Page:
Farmacy's Raymond Mak on Why Urban Farming Is a Smarter Way to Feed Hong Kong
The former accountant who turned his sights to urban farming, says that Hongkongers don’t know what they’re missing when it comes to the produce available in the city
Instead of stacking crops vertically in an industrial setting, Farmacy offers Smart Mobile Farms that look more like an art installation than an agricultural technology, and the company partners with supermarkets, restaurants, hotels, schools, offices and residential developments to install them.
The farms are entirely self-contained and automated, allowing anyone to grow their own salad leaves and herbs in a city that imports over 98 percent of its agricultural produce; plants grown this way use 90 percent less water than traditional farming and completely avoid pesticides.
Before establishing the company, Mak was a consultant with PwC. Here, he explains why he believes in urban farming.
Working at PwC excited me at the beginning of my career. I was working on big projects with high-level strategy and planning, not only talking about them but implementing them. But when I got to a senior role, I asked myself: do you want to want to keep advising people to improve, or do you want to do it yourself? I decided that in the next stage of my career, I wanted to challenge myself by working on something new that I was passionate about, while driving change in society.
I went to study the impact of industry on a village in mainland China. What really moved me was when they hosted us. The villagers were poor—they just have the vegetables they grow—but I still remember that dinner: they were the best vegetables I’ve ever eaten. It redefined my idea of what it means to be rich or poor. They’re poor but they have something we don’t have in Hong Kong—so how can I bring that to Hong Kong?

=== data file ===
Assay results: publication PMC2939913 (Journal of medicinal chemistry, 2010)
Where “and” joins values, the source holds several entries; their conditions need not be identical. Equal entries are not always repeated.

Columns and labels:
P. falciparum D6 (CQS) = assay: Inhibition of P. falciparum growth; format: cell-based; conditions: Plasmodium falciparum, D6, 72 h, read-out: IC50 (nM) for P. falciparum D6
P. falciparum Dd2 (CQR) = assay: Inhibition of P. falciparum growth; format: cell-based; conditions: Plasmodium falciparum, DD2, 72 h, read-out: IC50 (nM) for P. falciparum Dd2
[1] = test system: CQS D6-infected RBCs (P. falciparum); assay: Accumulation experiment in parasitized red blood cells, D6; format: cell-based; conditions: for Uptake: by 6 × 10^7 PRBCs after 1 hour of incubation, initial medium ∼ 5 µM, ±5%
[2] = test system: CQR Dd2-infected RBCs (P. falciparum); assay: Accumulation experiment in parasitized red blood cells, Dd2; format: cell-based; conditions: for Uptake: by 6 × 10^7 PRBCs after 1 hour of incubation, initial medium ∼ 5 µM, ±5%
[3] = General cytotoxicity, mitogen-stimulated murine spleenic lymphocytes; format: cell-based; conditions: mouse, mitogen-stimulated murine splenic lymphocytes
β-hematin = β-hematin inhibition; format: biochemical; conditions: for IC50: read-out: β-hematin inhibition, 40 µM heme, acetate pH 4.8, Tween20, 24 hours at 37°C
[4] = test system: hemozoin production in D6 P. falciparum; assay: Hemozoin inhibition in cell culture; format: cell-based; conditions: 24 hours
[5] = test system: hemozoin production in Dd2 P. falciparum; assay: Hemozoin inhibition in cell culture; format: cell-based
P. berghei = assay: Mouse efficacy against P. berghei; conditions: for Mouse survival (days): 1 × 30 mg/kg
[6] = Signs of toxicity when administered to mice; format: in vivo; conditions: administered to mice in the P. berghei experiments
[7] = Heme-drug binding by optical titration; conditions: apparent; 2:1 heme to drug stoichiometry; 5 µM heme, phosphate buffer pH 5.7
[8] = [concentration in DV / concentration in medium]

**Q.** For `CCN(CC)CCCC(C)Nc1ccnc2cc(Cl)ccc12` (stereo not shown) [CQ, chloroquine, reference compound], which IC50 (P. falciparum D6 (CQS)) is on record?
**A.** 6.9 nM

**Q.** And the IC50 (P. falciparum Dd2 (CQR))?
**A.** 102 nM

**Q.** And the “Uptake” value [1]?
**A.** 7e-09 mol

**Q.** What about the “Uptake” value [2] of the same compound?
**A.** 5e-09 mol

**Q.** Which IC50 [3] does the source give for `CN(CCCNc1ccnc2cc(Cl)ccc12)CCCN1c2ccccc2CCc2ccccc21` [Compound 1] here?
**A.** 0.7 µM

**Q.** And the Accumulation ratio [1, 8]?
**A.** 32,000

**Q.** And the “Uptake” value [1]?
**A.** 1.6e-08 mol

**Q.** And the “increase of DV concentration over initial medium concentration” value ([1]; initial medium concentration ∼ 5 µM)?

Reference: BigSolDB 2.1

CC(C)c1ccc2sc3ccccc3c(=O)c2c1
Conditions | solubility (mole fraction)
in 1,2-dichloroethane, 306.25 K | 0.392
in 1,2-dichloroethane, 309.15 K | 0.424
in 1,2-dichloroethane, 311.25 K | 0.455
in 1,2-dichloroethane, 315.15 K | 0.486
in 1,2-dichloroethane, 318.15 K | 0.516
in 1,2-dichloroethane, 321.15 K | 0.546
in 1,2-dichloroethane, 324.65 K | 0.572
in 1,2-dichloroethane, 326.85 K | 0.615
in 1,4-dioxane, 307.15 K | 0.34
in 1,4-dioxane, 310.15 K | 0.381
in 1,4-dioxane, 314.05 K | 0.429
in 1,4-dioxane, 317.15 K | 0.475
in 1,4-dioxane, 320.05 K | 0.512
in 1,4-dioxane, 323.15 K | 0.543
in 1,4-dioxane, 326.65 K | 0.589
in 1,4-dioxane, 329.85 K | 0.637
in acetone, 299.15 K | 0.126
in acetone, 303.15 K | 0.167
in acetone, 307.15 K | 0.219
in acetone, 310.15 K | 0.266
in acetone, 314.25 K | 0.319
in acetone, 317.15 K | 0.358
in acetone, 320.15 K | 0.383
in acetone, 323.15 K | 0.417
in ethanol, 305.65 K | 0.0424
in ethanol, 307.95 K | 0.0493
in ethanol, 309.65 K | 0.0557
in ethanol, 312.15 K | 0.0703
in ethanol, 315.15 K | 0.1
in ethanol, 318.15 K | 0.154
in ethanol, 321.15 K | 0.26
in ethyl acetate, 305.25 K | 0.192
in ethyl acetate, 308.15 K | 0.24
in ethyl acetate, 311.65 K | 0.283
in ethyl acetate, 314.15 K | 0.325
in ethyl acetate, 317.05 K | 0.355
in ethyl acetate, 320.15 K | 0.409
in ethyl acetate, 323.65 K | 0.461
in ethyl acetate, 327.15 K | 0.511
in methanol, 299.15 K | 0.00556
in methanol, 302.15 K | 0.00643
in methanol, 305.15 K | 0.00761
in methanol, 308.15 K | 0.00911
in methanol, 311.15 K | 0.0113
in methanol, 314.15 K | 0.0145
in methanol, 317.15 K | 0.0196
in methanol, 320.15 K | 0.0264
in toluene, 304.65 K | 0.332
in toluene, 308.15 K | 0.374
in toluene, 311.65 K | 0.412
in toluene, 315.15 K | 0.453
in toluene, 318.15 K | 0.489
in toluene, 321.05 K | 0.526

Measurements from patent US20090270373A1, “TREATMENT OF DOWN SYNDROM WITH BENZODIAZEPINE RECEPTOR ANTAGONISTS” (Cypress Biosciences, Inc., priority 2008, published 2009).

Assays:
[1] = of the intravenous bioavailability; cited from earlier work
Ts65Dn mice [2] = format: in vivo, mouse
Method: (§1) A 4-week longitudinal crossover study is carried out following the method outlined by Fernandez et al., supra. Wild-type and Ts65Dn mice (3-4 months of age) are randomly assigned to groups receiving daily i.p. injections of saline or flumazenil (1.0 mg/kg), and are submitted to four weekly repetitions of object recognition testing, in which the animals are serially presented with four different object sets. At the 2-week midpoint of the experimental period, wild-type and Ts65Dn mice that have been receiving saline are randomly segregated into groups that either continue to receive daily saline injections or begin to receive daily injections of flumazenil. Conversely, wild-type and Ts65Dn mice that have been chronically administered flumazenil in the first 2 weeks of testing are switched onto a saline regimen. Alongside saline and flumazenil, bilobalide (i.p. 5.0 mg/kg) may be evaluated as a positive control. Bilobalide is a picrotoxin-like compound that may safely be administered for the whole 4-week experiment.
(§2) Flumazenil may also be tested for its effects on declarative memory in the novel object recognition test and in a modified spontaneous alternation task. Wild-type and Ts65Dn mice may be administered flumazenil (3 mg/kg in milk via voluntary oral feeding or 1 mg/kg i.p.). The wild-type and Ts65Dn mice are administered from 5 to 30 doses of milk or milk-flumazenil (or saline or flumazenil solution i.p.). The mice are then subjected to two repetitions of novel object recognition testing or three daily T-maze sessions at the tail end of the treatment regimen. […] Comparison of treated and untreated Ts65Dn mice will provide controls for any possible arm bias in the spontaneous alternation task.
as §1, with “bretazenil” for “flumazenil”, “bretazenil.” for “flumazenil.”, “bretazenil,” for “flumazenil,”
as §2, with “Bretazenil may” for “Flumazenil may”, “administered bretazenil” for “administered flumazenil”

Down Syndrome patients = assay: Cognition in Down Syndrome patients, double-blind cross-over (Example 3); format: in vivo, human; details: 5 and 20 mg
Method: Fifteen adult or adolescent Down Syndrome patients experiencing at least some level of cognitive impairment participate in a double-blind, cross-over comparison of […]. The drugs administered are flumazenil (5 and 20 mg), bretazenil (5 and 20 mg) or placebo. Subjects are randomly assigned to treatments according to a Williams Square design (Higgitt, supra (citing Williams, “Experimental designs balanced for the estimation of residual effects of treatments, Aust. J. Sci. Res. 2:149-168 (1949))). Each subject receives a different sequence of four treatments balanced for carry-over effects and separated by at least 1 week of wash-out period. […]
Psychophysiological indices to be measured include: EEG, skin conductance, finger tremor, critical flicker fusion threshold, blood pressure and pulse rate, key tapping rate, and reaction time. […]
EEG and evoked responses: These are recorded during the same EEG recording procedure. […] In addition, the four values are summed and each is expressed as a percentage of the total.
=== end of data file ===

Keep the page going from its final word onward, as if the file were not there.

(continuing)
When we talk about harvesting, nutrition degradation is very high with fruit and vegetables, and you pay high prices for them. It doesn’t make sense [that produce is expensive but low-quality], but people don’t know and take it for granted. Before the new towns were built [starting in the 1970s], Hong Kong was 30 per cent self-sufficient; now it’s 1.7 per cent. It’s crazy. We’re talking about how to overcome this. We want to unlock every unused space in this concrete jungle for farming.
We are saving one tonne of CO2 a year per mobile farming unit. Our customers also see how we reduce food waste. Right now, supermarkets throw 40 tonnes of vegetables away a day; almost half the produce you see in supermarkets is disposed of. It’s very problematic. Our farming units reduce waste to 8 per cent.
In Asia, general awareness of this kind of sustainability is not there. People don’t really care about the source of their vegetables. As long as they can eat, they think that all vegetables are the same. Awareness changes lead to behavioural changes, but it takes time.